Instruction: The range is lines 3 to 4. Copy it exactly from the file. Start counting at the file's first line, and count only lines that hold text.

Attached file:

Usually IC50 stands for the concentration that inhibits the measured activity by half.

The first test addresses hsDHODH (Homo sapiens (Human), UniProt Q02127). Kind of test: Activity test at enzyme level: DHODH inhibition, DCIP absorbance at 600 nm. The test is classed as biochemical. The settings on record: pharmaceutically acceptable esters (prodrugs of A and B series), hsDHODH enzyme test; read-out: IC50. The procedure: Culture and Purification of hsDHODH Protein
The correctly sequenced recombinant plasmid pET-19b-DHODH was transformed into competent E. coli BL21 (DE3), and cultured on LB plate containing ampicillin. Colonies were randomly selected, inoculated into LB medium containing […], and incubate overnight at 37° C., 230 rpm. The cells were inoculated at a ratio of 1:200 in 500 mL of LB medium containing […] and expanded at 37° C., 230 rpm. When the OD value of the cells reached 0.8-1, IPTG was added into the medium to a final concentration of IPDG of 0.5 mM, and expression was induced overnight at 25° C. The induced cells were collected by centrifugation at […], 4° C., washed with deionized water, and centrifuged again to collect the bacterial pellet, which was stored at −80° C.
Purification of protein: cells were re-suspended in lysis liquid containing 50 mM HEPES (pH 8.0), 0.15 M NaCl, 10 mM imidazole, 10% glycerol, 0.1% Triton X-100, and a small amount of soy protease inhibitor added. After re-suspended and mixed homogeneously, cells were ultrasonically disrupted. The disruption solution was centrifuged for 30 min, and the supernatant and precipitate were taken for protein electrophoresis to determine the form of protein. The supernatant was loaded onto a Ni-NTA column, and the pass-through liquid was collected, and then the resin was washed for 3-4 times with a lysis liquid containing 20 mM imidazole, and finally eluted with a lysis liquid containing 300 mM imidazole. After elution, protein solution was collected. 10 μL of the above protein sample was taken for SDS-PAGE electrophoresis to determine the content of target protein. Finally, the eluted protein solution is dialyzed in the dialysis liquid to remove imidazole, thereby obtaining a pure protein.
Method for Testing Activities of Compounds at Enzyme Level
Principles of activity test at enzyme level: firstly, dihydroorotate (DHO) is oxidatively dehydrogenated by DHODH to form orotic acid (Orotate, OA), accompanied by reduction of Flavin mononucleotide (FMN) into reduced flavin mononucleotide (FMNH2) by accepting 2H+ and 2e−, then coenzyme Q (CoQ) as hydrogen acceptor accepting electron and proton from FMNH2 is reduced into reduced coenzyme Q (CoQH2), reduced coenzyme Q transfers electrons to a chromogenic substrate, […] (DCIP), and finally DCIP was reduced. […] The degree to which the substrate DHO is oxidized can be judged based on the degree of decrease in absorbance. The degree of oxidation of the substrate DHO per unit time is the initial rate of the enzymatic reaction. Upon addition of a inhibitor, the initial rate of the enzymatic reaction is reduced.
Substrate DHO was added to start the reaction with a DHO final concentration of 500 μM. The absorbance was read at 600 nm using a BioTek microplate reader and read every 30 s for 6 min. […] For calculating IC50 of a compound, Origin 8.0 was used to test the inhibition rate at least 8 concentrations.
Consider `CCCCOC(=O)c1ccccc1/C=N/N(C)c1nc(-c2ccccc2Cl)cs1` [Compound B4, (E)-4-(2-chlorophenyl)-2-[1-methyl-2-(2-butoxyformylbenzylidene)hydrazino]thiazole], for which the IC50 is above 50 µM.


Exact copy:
The correctly sequenced recombinant plasmid pET-19b-DHODH was transformed into competent E. coli BL21 (DE3), and cultured on LB plate containing ampicillin. Colonies were randomly selected, inoculated into LB medium containing […], and incubate overnight at 37° C., 230 rpm. The cells were inoculated at a ratio of 1:200 in 500 mL of LB medium containing […] and expanded at 37° C., 230 rpm. When the OD value of the cells reached 0.8-1, IPTG was added into the medium to a final concentration of IPDG of 0.5 mM, and expression was induced overnight at 25° C. The induced cells were collected by centrifugation at […], 4° C., washed with deionized water, and centrifuged again to collect the bacterial pellet, which was stored at −80° C.
Purification of protein: cells were re-suspended in lysis liquid containing 50 mM HEPES (pH 8.0), 0.15 M NaCl, 10 mM imidazole, 10% glycerol, 0.1% Triton X-100, and a small amount of soy protease inhibitor added. After re-suspended and mixed homogeneously, cells were ultrasonically disrupted. The disruption solution was centrifuged for 30 min, and the supernatant and precipitate were taken for protein electrophoresis to determine the form of protein. The supernatant was loaded onto a Ni-NTA column, and the pass-through liquid was collected, and then the resin was washed for 3-4 times with a lysis liquid containing 20 mM imidazole, and finally eluted with a lysis liquid containing 300 mM imidazole. After elution, protein solution was collected. 10 μL of the above protein sample was taken for SDS-PAGE electrophoresis to determine the content of target protein. Finally, the eluted protein solution is dialyzed in the dialysis liquid to remove imidazole, thereby obtaining a pure protein.